• Too obsessive (Score:5, Interesting)

    by Jeff Hornby (211519) <jthornby@@@sympatico...ca> on Tuesday October 14, 2008 @10:17AM (#25368493) Homepage

    I know that slashdotters don't like Microsoft, but isn't it a little too obsessive to be criticising them for their version numbering scheme? Isn't that like hating someone because their hair is just the wrong shade of brown or the daiameter of the buttons on their shirt are a millimetre too small?

  • Mojave (Score:4, Funny)

    by hansamurai (907719) <hansamurai@gmail.com> on Tuesday October 14, 2008 @10:40AM (#25368881) Homepage Journal

    And here I thought they'd call it Windows Mojave!

  • by DreadfulGrape (398188) on Tuesday October 14, 2008 @11:25AM (#25369569)

    Found this amusing critique buried in the comments of TFMSB (the fine MS blogpost):

    Win 3.1 (Normal)
    Win 3.11WG (Good)
    WinNT (bad)
    WinNT3.5 (normal)
    Win95 (bad)
    Win95+Patch (normal)
    Win98 (bad)
    Win98SE (good)
    WinME (pathetic)
    Win2000 (bad)
    Win2000 SP1 (less bad)
    Win2000 SP2 (normal)
    Win2000 SP3 (good)
    Win2000 SP4 (excellent)
    WinXP (bad)
    WinXP SP1 (less bad)
    WinXP SP2 (normal)
    WinXP SP3 (good)
    WinVista (bad)
    WinVista SP1 (less bad)

  • 7 makes sense. (Score:3, Informative)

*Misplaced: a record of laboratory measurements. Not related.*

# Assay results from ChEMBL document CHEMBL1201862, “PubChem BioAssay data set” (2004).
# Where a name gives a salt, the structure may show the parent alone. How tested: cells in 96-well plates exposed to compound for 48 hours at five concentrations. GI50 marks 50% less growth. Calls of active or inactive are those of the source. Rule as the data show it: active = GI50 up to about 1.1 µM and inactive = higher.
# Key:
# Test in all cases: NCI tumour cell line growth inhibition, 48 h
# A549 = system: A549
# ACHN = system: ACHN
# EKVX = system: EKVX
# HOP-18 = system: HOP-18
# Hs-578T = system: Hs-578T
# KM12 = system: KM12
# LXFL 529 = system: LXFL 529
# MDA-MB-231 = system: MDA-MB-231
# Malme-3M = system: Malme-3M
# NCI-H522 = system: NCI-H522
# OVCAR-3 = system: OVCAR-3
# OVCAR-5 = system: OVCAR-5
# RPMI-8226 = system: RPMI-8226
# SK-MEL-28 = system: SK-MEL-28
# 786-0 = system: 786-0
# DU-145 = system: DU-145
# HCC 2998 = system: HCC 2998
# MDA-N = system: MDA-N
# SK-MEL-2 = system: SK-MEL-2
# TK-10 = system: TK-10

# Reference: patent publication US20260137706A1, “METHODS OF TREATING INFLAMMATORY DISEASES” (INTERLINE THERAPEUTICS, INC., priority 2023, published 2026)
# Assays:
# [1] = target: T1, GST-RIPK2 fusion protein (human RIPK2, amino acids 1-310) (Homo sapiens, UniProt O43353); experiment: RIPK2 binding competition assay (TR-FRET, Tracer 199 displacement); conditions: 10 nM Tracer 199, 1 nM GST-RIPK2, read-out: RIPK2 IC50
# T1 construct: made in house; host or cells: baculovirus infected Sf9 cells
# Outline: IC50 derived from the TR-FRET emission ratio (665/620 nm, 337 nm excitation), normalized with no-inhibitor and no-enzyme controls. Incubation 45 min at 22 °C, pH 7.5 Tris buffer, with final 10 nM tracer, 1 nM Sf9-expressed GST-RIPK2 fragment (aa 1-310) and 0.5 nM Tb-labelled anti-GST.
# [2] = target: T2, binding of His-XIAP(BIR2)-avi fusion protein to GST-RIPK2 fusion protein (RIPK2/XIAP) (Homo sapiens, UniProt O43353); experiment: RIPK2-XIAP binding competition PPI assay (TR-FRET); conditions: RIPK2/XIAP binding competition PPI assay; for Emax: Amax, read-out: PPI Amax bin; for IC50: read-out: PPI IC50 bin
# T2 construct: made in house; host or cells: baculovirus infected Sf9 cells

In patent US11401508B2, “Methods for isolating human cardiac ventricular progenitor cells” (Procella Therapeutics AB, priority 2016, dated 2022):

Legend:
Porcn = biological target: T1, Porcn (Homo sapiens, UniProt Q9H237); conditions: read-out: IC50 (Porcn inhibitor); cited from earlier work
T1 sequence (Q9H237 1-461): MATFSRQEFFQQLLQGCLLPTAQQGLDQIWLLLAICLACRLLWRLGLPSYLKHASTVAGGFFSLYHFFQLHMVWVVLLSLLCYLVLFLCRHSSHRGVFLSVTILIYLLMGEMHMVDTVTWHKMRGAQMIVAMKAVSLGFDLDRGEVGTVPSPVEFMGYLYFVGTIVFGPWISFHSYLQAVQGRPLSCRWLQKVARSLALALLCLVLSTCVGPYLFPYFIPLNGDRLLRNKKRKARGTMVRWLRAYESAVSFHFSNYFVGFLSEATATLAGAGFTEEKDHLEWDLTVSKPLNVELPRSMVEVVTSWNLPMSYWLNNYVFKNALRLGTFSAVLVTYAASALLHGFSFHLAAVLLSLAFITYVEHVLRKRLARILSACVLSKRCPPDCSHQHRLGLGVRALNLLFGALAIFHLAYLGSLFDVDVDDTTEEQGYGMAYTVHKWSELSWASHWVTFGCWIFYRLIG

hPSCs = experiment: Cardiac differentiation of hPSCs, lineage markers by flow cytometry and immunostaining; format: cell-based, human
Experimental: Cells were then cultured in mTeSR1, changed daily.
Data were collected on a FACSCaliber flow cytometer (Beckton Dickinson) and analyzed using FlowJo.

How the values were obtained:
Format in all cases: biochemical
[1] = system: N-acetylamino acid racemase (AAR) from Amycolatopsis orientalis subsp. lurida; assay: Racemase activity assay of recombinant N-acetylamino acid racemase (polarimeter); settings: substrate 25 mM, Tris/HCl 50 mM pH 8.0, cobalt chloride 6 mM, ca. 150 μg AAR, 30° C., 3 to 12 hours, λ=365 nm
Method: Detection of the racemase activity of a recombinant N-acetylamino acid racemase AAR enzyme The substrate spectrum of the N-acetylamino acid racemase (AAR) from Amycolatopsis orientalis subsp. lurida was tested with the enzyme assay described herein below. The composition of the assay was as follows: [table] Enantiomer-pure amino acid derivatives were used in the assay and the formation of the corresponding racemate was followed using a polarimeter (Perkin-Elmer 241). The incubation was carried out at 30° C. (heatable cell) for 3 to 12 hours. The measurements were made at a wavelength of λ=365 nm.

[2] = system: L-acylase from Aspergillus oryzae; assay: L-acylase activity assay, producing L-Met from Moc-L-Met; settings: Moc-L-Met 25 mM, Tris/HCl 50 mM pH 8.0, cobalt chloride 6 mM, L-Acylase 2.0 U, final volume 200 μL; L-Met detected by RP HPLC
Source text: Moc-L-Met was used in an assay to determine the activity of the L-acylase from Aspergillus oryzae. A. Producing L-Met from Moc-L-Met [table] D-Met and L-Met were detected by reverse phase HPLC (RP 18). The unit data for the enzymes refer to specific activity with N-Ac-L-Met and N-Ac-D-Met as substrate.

by Kitsune818 (927302) on Tuesday October 14, 2008 @12:17PM (#25370375)
    I beta tested (officially) most of the Windows releases except for 3.11 and anything after longhorn. Each major release would often be refereed to by a sequence number and a code name. For instance, 95 was Win 4.0 a.k.a "Chicago". The numbering seems confusing because a lot of you are trying to incorporate NT, which for most of Windows life span was an independent product, and because 95 through ME were only incremental revisions to 95, not new projects in the same way Chicago, Whistler, and Longhorn were.

    1 = Win 1.0
    2 = Win 2.0
    3 = Win 3.0, 3.1, 3.11, Some code shared with OS/2
    4 = Win 95, Win 95 OS/R 2, Win 98, Win 98 SE, Win ME
    5 = Windows XP (Move to the NT kernel.)
    6 = Vista
    7 = Windows 7
  • so, like, what? (Score:3, Interesting)

    by roc97007 (608802) on Tuesday October 14, 2008 @02:53PM (#25372615) Journal

    A lot more important than the name, is what kind of godawful hardware is it going to take to run it?

    We already know from the Vista experience that "Windows 7 ready" isn't going to mean anything, and that "minimum requirements" mean "yes, it'll boot". I own five PCs (not including the mac) and not one of them is fast enough to run Vista acceptably, not even my media center. I despair of ever catching up.

    ...which leads to another question -- eventually the chip manufacturers will reach some kind of performance limit as to what can reasonably be sold in a consumer PC. What happens when the requirements for a reasonable Windows experience surpasses what the market can reasonably provide (or the consumer can reasonably afford)?

    Especially during an economic downturn...

Truly simple systems... require infinite testing. -- Norman Augustine